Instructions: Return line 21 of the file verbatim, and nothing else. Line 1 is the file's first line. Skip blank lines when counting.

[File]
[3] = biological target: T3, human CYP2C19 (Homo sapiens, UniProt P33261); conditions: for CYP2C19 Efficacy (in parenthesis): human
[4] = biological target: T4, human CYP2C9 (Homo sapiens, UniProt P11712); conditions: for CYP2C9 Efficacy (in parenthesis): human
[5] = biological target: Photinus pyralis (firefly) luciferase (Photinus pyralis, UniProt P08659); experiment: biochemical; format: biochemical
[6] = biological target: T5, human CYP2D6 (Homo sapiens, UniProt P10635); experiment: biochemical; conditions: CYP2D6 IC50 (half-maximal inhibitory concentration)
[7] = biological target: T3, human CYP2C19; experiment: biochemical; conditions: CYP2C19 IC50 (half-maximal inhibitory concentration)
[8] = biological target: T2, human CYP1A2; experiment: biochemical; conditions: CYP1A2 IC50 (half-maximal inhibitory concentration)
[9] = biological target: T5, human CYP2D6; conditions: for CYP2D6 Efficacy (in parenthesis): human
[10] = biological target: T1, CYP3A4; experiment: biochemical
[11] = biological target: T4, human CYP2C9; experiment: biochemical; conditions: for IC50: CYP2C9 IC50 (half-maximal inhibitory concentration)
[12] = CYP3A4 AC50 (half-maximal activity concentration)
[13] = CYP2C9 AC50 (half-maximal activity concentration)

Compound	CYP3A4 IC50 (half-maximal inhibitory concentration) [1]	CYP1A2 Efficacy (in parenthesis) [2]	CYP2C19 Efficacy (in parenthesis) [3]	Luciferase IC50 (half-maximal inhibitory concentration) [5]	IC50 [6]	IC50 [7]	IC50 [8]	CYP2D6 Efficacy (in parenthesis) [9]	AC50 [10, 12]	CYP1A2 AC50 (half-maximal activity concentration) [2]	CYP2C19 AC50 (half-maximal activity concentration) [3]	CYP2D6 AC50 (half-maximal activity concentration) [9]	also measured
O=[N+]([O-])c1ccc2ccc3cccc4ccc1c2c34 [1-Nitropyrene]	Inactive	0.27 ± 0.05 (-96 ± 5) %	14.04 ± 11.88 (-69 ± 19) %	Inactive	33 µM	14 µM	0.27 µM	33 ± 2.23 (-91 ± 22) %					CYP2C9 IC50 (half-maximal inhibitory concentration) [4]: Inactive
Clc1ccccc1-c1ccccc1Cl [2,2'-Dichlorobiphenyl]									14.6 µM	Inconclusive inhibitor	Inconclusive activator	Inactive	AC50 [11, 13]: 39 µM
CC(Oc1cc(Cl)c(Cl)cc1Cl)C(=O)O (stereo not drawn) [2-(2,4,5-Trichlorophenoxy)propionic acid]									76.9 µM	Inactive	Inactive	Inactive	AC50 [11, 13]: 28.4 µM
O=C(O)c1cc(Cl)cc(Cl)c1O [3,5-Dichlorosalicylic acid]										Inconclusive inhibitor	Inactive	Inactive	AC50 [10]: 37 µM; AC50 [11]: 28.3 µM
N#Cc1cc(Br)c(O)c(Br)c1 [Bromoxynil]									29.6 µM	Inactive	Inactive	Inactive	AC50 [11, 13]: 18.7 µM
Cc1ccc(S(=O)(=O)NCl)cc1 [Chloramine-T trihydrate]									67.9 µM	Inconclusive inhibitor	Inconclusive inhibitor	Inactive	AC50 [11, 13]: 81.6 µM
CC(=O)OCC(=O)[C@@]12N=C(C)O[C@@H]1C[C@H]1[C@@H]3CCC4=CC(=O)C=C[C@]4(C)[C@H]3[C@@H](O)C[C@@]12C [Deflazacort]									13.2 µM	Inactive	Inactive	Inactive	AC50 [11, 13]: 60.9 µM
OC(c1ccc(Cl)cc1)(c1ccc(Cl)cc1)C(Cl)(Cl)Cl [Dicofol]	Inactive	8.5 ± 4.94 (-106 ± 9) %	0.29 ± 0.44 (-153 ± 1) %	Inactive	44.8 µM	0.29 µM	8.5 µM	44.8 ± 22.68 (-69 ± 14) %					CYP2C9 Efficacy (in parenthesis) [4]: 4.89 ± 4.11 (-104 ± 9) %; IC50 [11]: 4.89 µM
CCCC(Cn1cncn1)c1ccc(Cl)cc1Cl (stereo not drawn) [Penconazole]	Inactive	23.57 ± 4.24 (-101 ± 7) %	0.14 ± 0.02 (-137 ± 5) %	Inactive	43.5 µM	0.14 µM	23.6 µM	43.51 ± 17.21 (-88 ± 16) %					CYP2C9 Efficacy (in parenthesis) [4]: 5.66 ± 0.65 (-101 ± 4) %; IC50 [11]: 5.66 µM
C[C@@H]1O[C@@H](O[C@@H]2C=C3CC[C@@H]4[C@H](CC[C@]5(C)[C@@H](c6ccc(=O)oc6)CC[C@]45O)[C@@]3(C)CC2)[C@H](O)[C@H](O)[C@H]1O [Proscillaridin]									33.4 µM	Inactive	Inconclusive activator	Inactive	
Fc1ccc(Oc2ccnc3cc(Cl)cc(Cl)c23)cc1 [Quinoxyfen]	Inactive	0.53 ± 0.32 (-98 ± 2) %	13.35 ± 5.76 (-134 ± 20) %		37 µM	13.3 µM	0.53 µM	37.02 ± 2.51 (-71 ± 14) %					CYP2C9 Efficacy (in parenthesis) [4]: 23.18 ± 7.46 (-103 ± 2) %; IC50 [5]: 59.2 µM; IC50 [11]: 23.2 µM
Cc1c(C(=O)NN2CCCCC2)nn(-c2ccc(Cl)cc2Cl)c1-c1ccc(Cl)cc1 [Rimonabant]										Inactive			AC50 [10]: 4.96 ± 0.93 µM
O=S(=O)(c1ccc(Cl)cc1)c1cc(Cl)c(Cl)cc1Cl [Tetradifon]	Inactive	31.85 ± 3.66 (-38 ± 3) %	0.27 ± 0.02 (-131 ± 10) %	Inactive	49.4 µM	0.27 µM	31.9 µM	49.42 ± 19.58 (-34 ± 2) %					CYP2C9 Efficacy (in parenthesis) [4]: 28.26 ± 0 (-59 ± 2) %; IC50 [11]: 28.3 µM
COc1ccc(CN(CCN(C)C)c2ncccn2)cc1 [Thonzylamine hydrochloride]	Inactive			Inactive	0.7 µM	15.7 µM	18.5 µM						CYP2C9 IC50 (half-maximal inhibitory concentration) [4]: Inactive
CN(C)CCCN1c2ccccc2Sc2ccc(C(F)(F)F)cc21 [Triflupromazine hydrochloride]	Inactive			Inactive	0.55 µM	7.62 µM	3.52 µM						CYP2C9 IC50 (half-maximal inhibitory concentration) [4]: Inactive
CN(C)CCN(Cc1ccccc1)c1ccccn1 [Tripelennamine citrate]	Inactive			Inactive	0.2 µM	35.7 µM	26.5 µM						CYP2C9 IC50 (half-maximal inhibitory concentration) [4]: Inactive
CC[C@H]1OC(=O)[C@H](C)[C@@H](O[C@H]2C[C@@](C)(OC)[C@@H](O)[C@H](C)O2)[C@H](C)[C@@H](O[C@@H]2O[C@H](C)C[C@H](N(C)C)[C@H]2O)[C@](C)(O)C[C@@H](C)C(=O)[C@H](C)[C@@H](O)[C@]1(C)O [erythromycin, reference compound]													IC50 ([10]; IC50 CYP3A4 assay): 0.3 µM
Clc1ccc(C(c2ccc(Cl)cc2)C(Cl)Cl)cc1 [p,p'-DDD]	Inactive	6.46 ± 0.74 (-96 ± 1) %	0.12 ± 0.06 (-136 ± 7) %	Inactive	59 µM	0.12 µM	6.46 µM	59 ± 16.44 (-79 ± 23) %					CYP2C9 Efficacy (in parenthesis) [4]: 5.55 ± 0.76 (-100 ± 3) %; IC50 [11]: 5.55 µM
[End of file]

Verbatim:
CCCC(Cn1cncn1)c1ccc(Cl)cc1Cl (stereo not drawn) [Penconazole]	Inactive	23.57 ± 4.24 (-101 ± 7) %	0.14 ± 0.02 (-137 ± 5) %	Inactive	43.5 µM	0.14 µM	23.6 µM	43.51 ± 17.21 (-88 ± 16) %					CYP2C9 Efficacy (in parenthesis) [4]: 5.66 ± 0.65 (-101 ± 4) %; IC50 [11]: 5.66 µM